In one embodiment, rather than including a separate A/V editor 732, the innovative features of the present invention discussed above may be implemented as a series of software routines run by system 700 of FIG. 7. These software routines run a plurality or series of instructions to be executed by a processor, such as processor 702 in system 700. Initially, the series of instructions are stored on a storage device, such as mass storage device 720. It is to be appreciated that the series of instructions may be stored on any conventional storage device, such as a diskette, CD ROM, magnetic tape, digital versatile disk (DVD) (also referred to as a digital video disk), laser disk, ROM, flash memory, etc. It is also to be appreciated that the series of instructions need not be stored locally, and could be received from a remote storage device, such as a server on a network, via network/commmunication interface 724. The instructions are copied from the storage device, such as mass storage device 720, into system memory 714 and then accessed and executed by processor 702. In one embodiment, these software routines are written in the C++ programming language. It is to be appreciated, however, that these routines may be implemented in any of a wide variety of programming languages. In alternate embodiments, the present invention may be implemented in discrete hardware or firmware. For example, an application specific integrated circuit (ASIC) could be programmed with the above described functions of the present invention.

FIG. 8 is a block diagram illustrating the software elements comprising an example software architecture in accordance with one embodiment of the present invention. In particular, example software architecture 800 is shown comprising A/V editor application 802, A/V editor agent 804 with associated video analysis module 806 and audio analysis module 808, and an operating system 810 with associated drivers, and BIOS 822. As depicted in the illustrated example embodiment of FIG. 8, A/V editor application 802 interfaces with A/V editor agent 804 and provides the user interface for A/V editing system 128 of FIG. 1.

In one embodiment, A/V editor agent 804 is coupled to and able to obtain information from database 812 and audio files 814. In an alternate embodiment, audio files 814 and/or database 812 are integrated modules of A/V editor agent 804. As depicted in FIG. 8, A/V editor agent 804 receives a video signal through a communication port via an appropriate driver within operating system 810. In one embodiment, video analysis module 806 performs the steps of analyzing the video content of the received A/V signal for any of a number of visual attributes, while audio analysis module 808 analyzes the audio content of the received A/V signal (e.g., the primary audio content), if any, to determine the relative level (e.g., volume) at which the audio selection is to be recorded, in accordance with the teachings of the present invention described above. Based, at least in part, on input from video analysis module 806 A/V editor 804, accessing database 812, identifies an audio selection which substantially corresponds with the identified visual attributes of the video content of the received signal, and upon user approval of the identified audio selection, A/V editor 802 combines the received A/V signal with the identified audio selection, at a level automatically selected by audio analysis module 208, to provide a composite A/V signal including the augmented audio selection which is output through an appropriate driver of operating system 810.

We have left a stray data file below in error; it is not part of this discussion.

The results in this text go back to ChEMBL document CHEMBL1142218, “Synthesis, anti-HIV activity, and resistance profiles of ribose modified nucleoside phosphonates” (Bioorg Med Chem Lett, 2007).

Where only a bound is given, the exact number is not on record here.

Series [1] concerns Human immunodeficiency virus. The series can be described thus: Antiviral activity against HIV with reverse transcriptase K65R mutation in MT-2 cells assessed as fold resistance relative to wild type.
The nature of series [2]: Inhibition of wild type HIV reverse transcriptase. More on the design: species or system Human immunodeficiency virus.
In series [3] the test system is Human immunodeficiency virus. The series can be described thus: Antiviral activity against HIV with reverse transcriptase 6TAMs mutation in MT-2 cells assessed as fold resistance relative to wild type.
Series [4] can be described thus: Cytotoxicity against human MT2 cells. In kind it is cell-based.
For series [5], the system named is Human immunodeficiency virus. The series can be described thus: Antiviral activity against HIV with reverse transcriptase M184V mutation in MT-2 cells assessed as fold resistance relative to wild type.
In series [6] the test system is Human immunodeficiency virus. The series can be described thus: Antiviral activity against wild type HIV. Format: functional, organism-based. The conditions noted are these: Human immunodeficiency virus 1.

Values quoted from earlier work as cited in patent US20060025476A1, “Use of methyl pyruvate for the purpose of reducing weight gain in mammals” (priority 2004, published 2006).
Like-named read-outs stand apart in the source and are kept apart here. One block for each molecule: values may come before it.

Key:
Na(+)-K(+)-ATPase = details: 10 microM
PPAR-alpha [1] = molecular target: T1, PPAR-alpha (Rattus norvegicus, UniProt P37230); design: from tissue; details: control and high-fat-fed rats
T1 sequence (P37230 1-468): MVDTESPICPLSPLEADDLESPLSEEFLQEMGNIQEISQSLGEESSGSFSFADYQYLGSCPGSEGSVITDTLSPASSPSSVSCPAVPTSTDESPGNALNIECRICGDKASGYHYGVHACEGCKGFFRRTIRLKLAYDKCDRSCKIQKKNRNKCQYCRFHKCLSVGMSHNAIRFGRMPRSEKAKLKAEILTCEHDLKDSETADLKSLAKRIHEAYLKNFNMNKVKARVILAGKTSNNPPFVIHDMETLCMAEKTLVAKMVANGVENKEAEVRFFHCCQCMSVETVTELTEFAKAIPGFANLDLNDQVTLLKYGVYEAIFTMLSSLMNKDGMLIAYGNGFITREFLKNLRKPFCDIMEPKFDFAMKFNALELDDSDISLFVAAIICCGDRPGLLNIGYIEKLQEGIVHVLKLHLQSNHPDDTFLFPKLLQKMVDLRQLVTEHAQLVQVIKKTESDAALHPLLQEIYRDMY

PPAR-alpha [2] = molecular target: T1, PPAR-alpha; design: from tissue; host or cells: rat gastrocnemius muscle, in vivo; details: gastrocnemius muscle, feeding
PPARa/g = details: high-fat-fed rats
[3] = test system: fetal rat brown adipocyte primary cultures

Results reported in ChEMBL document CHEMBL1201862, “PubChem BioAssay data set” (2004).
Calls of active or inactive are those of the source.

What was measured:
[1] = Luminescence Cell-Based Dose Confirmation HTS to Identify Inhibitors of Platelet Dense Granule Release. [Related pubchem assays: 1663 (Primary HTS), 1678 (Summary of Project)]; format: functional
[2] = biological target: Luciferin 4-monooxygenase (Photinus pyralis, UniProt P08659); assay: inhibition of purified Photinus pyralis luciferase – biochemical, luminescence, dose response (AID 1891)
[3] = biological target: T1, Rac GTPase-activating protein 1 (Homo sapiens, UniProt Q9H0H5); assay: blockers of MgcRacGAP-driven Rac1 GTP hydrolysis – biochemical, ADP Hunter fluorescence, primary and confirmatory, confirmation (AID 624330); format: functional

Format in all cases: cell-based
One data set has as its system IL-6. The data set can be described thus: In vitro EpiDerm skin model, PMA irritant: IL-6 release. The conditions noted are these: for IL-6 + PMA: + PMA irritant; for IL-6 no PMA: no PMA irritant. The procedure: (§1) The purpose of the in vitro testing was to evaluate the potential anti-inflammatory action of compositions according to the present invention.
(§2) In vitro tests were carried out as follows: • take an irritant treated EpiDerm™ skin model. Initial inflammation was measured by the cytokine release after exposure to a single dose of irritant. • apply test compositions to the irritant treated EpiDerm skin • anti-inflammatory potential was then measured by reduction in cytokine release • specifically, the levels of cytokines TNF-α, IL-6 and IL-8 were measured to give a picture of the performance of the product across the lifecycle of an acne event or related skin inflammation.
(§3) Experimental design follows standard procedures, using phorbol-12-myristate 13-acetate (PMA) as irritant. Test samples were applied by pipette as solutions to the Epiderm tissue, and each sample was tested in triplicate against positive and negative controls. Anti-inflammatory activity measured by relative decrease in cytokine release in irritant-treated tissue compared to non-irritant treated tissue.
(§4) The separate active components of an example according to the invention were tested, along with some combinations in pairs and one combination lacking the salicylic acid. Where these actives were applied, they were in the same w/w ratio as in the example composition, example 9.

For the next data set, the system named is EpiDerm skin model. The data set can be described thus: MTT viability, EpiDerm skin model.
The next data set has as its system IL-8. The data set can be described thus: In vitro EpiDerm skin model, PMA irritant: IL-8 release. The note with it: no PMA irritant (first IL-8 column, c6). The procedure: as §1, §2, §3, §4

As alluded to above, BIOS 822 provides an interface between operating system 810 and the various I/O devices coupled to the hardware system. Operating system 810 is a software service which provides an interface between BIOS 822 and A/V editor agent 804 as well as other software applications, if any, being executed by a computer system within which the present invention is practiced (e.g., system 700). Operating system 810 provides an interface, such as a graphical user interface (GUI), between the user and the system controller. According to one embodiment of the present invention, operating system 810 is the Windows™ 95 operating system, available from Microsoft Corporation of Redmond, Wash. However, it is to be appreciated that the present invention may be used with any other conventional operating system, such as, for example, other versions of Microsoft Windows™ (for example, Windows™ 3.0, Windows™ 3.1, Windows™ NT, or Windows™ CE), Microsoft DOS, OS/2, available from International Business Machines Corporation of Armonk, N.Y., the Apple Macintosh Operating System, available from Apple Computer Incorporated of Cupertino, Calif., the NeXTSTEP® operating system available from Apple Computer Incorporated, or the UNIX operating system, available from Santa Cruz Operations of Santa Cruz, Calif.

Thus, in accordance with the teachings of the present invention, an A/V editing system analyzes the video content of a video recording and, based at least in part on the visual attributes of the video content, automatically identifies an audio selection with which to augment the video recording, at a recording level automatically selected by the A/V editing system that does not overwhelm the primary audio content, if any, of the video recording.

While the method and apparatus of the present invention has been described in terms of the above illustrated embodiments, those skilled in the art will recognize that the invention is not limited to the embodiments so described. The present invention can be practiced with modification and alteration within the spirit and scope of the appended claims. For example, although depicted as separate components, A/V editing system 128 may well be incorporated into any of the system components (e.g., a television/monitor/video cassette recorder/playback device) within system 100. Further, A/V editing system 128 may not include all of the elements depicted in FIGS. 2 or 7, or may, alternatively, include additional elements without deviating from the scope and spirit of the present invention. Accordingly, the description is to be regarded as illustrative instead of restrictive on the present invention.

Thus, a method and apparatus for editing a video recording with audio selections has been described.

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Classifications
U.S. Classification348/738, 348/722, 386/E05.002, G9B/27.012, G9B/27.029, 386/285
International ClassificationH04N5/775, G11B27/34, G11B27/28, G11B27/034, H04N5/77, H04N5/765, G11B27/032
Cooperative ClassificationG11B2220/41, G11B2220/2512, G11B27/34, G11B2220/90, G11B2220/213, H04N5/77, G11B27/034, H04N5/765, G11B2220/2587, G11B27/28, G11B27/032, G11B2220/2562, G11B2220/2545, H04N5/775
European ClassificationH04N5/765, G11B27/28, G11B27/034
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5 Jan 1998ASAssignment
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Effective date: 19971219